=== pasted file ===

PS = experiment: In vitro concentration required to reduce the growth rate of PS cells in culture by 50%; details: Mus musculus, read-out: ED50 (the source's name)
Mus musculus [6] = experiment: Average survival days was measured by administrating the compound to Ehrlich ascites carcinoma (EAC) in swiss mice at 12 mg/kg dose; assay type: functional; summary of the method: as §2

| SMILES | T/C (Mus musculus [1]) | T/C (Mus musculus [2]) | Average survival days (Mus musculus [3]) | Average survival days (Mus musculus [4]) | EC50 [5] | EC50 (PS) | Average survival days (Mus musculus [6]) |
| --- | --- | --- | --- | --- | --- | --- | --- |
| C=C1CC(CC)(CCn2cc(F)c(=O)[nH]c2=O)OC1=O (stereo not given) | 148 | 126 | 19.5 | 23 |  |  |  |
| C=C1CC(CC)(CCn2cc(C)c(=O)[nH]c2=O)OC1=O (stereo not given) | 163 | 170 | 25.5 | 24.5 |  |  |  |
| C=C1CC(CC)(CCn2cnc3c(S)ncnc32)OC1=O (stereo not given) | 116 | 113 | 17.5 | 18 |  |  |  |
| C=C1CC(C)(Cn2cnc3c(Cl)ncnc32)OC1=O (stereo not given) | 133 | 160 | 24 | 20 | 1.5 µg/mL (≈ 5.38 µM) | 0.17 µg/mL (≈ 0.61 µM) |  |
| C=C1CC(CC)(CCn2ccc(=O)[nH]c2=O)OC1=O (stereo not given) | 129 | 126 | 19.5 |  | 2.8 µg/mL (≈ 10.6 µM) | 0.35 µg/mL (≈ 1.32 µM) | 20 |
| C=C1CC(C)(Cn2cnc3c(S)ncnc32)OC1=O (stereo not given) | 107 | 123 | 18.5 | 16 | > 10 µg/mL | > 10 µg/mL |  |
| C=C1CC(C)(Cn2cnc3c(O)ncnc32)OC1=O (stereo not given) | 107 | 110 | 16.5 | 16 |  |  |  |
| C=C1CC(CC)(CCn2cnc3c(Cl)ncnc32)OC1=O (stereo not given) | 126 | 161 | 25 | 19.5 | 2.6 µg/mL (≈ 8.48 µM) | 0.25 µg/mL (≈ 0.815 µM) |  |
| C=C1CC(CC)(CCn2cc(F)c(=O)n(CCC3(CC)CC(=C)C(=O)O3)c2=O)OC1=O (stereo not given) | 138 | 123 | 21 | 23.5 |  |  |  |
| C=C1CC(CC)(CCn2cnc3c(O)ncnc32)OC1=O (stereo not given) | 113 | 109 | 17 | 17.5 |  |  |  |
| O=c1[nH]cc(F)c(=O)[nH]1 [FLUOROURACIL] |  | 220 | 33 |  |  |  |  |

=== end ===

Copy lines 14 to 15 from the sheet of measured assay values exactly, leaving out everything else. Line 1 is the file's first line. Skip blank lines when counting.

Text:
| C=C1CC(CC)(CCn2cnc3c(O)ncnc32)OC1=O (stereo not given) | 113 | 109 | 17 | 17.5 |  |  |  |
| O=c1[nH]cc(F)c(=O)[nH]1 [FLUOROURACIL] |  | 220 | 33 |  |  |  |  |